Depression burden, self-help interventions, and social support in women receiving treatment for breast cancer

Terry A. Badger, Carrie Jo Braden, Alice J. Longman, Merle M. Mishel

Research output: Contribution to journalArticle

18 Scopus citations

Abstract

The purpose of this article is to describe the interaction effects of depression burden (depressive symptoms experienced as a burdensome side effect) with a set of oncology support interventions on social support for women receiving treatment for breast cancer. A repeated measures design was used with measurement occurring at three points in time: T1 (baseline after adjuvant medical treatment was initiated), T2 (six to eight weeks after T1) and T3 (three months after T2). Two hundred forty-seven women were randomly assigned to treatment (n = 194) or control (n = 53). The treatment group consisted of women participating in three different, but complimentary self-help interventions. Depression burden, even at low levels, influenced the critical dimensions of social support structure, function, and nature.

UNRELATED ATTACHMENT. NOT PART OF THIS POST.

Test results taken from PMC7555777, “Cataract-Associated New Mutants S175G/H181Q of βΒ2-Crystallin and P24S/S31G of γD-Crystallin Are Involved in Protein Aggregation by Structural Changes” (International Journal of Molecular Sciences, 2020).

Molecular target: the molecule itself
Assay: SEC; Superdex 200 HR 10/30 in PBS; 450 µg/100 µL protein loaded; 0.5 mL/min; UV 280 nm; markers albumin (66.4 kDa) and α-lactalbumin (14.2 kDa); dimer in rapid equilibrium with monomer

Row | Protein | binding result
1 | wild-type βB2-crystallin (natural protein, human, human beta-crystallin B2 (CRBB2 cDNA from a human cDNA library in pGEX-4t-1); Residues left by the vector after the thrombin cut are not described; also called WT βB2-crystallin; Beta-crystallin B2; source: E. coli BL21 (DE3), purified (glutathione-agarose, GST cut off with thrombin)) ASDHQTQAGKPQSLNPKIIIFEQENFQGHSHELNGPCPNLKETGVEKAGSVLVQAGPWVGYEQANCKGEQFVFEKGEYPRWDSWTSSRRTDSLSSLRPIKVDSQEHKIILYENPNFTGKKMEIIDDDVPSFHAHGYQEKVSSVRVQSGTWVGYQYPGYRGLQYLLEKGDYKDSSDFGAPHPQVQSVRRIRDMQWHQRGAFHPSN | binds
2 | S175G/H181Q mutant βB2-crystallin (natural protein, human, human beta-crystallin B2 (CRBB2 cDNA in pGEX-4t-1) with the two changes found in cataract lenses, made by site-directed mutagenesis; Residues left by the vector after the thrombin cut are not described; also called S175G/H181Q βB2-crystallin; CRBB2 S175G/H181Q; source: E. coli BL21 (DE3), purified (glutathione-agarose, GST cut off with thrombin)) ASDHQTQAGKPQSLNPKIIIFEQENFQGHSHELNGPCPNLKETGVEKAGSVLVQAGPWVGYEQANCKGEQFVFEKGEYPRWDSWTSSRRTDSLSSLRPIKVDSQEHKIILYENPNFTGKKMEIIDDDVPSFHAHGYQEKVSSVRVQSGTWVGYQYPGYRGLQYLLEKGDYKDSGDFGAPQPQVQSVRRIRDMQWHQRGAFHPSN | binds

Original languageEnglish (US)
Pages (from-to)17-35
Number of pages19
JournalJournal of Psychosocial Oncology
Volume17
Issue number2
DOIs
StatePublished - Jan 2000

Keywords

  • Breast cancer
  • Depression
  • Oncology support interventions
  • Self-help
  • Social support

ASJC Scopus subject areas

  • Oncology
  • Applied Psychology
  • Psychiatry and Mental health

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